Ecohydrology at the University of Waterloo
Water is our most precious natural resource. The availability and quality of fresh water not only impact human health and wellbeing, but also the functioning of essential ecosystems, including rivers, wetlands, lakes and coastal ecosystems.
Most available fresh water is present as groundwater. Exchanges between groundwater and surface water occur throughout the landscape and support a plethora of key ecosystem services. The multidisciplinary research program in ecohydrology is dedicated to advancing the understanding of the fluxes and transformations of nutrient elements (especially P, N, Si) and metals at the groundwater-surface water interface, and assessing their consequences for the health and functioning of aquatic ecosystems.
Our research team includes biogeochemists, hydrologists, ecologists, environmental chemists and microbiologists, who combine laboratory experiments, field sampling and mathematical modelling.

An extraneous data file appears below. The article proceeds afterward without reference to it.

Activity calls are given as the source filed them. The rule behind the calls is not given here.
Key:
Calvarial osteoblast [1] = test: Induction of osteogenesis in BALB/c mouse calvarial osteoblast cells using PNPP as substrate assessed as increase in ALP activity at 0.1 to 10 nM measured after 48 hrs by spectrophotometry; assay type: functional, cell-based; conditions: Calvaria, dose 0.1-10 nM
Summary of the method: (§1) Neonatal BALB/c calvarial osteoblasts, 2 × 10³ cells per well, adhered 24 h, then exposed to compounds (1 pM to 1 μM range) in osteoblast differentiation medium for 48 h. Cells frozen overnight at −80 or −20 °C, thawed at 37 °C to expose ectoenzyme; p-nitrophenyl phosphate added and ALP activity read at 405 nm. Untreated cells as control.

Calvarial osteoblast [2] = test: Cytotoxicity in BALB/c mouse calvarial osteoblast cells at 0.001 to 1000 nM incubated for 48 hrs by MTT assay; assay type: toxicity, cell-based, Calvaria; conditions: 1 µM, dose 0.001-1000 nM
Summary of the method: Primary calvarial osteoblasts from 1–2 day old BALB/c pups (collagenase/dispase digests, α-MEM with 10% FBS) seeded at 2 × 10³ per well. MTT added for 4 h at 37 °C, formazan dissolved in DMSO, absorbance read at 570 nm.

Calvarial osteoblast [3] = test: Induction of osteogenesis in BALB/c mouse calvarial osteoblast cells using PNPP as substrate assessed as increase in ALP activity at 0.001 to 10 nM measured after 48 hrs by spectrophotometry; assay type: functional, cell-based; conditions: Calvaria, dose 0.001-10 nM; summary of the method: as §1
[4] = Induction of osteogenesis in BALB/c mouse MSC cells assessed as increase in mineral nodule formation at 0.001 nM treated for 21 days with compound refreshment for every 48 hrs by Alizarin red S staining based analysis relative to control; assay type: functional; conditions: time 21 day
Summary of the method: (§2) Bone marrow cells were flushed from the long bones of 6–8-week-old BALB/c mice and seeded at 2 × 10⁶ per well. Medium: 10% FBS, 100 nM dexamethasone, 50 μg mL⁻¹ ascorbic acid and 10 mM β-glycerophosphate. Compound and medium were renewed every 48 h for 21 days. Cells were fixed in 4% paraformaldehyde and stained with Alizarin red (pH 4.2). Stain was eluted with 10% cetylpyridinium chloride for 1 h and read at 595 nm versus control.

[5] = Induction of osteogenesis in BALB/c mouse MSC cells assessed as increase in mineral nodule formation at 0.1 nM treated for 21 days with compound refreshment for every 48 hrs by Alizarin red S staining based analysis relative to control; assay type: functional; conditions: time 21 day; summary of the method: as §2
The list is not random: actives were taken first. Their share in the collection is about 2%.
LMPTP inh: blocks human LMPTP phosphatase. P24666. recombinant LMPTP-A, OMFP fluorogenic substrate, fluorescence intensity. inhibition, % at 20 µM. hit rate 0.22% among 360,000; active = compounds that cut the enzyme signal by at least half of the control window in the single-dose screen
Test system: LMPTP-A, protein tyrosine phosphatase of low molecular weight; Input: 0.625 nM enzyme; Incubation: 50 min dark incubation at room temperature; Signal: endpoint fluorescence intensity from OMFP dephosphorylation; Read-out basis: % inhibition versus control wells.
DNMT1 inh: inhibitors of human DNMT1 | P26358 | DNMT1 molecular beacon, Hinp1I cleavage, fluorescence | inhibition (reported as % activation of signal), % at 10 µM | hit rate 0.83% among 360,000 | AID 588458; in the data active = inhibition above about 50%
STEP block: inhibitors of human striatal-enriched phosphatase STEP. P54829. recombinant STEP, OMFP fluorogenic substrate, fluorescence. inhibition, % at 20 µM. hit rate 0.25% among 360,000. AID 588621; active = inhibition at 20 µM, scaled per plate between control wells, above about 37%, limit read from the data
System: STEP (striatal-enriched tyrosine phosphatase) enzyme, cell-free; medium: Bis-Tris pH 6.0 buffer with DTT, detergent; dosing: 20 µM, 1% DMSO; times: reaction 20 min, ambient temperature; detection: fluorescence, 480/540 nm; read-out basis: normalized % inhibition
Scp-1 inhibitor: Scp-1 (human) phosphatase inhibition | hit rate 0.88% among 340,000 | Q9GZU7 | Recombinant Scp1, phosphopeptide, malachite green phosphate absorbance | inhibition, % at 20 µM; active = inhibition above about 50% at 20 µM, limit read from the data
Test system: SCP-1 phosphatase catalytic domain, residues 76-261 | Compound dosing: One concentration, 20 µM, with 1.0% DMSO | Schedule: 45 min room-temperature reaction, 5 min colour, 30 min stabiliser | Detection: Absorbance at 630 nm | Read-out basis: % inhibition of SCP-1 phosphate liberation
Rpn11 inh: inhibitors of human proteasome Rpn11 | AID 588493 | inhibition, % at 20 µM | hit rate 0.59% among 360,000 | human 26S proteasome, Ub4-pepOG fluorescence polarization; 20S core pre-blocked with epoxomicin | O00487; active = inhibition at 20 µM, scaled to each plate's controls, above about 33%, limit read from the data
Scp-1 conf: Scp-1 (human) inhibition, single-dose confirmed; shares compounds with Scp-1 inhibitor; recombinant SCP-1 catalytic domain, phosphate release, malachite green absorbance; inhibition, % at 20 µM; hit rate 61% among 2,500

- Aug. 15, 2017
This week, Ecohydrology Group members are presenting their research at the 2017 Goldschmidt conference (August 13-18, 2017) in Paris, France. With more than 4,000 attendees, the Goldschmidt conference is the largest geochemistry meeting in the world.
- Aug. 14, 2017
Learn more about the Waterloo-led, international project, LEAP (Legacies of Agricultural Pollutants: Integrated Assessment of Biophysical and Socioeconomic Controls on Water Quality in Agroecosystems) by visiting the special report on Pan European Networks website (LINK).
- July 27, 2017
The Ecohydrology Research Group hosted researchers from the Centro de Investigación Científica de Yucatán, A.C. (CICY) of Quintana Roo, Mexico, for a 4-day workshop this week, from July 24th to 27th. The purpose of the event was to facilitate collaborative research in the area of nutrient cycling and contaminant transport in the groundwater of Southern Ontario and Quintana Roo.